Another important theme in the poem is the idea of unity and cooperation. Bradstreet is saying that in order to achieve happiness and peace, people need to work together and be united. This is something that’s still important today, especially in a world that’s often divided by politics, religion, and other factors.

Overall, Anne Bradstreet’s “Contemplations” is a powerful and thought-provoking poem that still resonates with readers today. It’s a reminder of the beauty of nature, the fleeting nature of life, and the importance of faith and unity. If you haven’t read it before, I highly recommend checking it out. You just might find that it speaks to you in unexpected ways.

Editor 2 Analysis and Explanation

Anne Bradstreet’s Poetry Contemplations is a classic piece of literature that has stood the test of time. It is a collection of poems that explores the beauty of nature and the wonders of the universe. Bradstreet’s writing style is unique and captivating, and her use of language is both elegant and powerful. In this analysis, we will delve into the themes and motifs of Poetry Contemplations and explore the ways in which Bradstreet’s work has influenced the literary world.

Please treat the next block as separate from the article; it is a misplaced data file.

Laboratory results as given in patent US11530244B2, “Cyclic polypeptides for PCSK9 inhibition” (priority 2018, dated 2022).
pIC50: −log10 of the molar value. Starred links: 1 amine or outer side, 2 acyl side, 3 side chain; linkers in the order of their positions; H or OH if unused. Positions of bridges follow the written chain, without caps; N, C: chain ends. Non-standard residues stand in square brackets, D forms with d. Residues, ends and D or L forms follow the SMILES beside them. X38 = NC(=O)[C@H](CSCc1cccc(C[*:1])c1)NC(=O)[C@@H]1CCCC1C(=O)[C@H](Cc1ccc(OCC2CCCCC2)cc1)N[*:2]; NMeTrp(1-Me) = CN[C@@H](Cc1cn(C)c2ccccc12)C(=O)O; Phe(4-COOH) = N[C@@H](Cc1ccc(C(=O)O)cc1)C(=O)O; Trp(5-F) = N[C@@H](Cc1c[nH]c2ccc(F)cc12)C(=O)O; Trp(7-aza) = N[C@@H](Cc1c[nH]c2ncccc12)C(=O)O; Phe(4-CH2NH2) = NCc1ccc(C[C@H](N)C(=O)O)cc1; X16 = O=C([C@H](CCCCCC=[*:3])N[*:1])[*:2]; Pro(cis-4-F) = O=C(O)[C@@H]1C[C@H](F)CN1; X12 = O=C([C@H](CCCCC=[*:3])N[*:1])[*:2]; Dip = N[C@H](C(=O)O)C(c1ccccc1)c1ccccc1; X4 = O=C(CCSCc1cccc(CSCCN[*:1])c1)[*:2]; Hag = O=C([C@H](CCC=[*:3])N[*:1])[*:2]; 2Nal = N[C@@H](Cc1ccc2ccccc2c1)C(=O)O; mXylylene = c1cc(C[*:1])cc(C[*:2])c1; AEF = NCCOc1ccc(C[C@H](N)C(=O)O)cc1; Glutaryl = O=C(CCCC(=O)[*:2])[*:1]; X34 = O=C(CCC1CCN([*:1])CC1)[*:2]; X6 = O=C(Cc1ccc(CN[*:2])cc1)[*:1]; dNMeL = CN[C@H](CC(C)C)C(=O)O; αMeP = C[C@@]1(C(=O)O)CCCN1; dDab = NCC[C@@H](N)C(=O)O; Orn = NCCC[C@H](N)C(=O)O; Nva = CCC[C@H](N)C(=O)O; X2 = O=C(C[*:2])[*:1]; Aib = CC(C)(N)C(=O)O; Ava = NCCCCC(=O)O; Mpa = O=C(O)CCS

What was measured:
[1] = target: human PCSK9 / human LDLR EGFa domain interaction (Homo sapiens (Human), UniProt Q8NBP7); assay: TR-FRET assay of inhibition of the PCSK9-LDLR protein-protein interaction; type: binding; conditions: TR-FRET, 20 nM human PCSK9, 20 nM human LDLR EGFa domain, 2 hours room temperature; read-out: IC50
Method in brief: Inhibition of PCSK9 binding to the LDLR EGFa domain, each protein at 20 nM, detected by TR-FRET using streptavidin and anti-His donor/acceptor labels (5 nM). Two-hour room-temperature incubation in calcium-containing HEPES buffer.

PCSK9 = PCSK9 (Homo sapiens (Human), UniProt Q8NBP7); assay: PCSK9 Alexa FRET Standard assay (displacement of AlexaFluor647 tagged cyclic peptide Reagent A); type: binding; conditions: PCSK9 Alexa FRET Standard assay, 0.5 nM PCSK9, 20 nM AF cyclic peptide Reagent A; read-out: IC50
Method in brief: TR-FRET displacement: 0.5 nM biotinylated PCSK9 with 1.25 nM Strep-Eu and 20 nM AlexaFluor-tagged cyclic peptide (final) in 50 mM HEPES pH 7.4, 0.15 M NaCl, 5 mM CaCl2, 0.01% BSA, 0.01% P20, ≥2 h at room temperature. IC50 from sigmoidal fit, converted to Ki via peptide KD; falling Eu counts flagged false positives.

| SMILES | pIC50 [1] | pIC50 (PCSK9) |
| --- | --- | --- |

The first thing that strikes the reader about Poetry Contemplations is the sheer beauty of the language. Bradstreet’s use of imagery and metaphor is masterful, and her descriptions of nature are breathtaking. In the poem “Contemplations,” she writes:

“Then did the sun on one side of the heaven Shoot down his golden beams, and on the other His brother-moon shot forth his silver arrows, And all the stars set forth their glittering lamps.”